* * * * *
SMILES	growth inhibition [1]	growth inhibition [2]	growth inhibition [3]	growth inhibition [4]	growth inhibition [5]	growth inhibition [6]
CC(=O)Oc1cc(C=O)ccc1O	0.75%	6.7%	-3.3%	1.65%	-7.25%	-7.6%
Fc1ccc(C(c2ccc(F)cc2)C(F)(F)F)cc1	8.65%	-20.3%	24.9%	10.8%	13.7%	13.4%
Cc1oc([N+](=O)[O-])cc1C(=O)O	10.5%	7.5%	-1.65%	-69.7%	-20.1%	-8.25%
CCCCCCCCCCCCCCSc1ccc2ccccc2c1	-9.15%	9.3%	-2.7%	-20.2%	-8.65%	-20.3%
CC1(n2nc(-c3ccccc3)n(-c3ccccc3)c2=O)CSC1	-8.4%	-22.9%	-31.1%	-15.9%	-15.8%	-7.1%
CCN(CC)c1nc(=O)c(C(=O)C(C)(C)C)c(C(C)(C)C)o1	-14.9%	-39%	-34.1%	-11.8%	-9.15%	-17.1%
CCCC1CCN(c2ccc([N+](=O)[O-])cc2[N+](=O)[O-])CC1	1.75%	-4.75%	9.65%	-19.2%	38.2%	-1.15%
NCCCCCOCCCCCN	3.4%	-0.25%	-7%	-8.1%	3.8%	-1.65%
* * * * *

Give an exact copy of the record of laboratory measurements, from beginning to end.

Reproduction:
SMILES	growth inhibition [1]	growth inhibition [2]	growth inhibition [3]	growth inhibition [4]	growth inhibition [5]	growth inhibition [6]
CC(=O)Oc1cc(C=O)ccc1O	0.75%	6.7%	-3.3%	1.65%	-7.25%	-7.6%
Fc1ccc(C(c2ccc(F)cc2)C(F)(F)F)cc1	8.65%	-20.3%	24.9%	10.8%	13.7%	13.4%
Cc1oc([N+](=O)[O-])cc1C(=O)O	10.5%	7.5%	-1.65%	-69.7%	-20.1%	-8.25%
CCCCCCCCCCCCCCSc1ccc2ccccc2c1	-9.15%	9.3%	-2.7%	-20.2%	-8.65%	-20.3%
CC1(n2nc(-c3ccccc3)n(-c3ccccc3)c2=O)CSC1	-8.4%	-22.9%	-31.1%	-15.9%	-15.8%	-7.1%
CCN(CC)c1nc(=O)c(C(=O)C(C)(C)C)c(C(C)(C)C)o1	-14.9%	-39%	-34.1%	-11.8%	-9.15%	-17.1%
CCCC1CCN(c2ccc([N+](=O)[O-])cc2[N+](=O)[O-])CC1	1.75%	-4.75%	9.65%	-19.2%	38.2%	-1.15%
NCCCCCOCCCCCN	3.4%	-0.25%	-7%	-8.1%	3.8%	-1.65%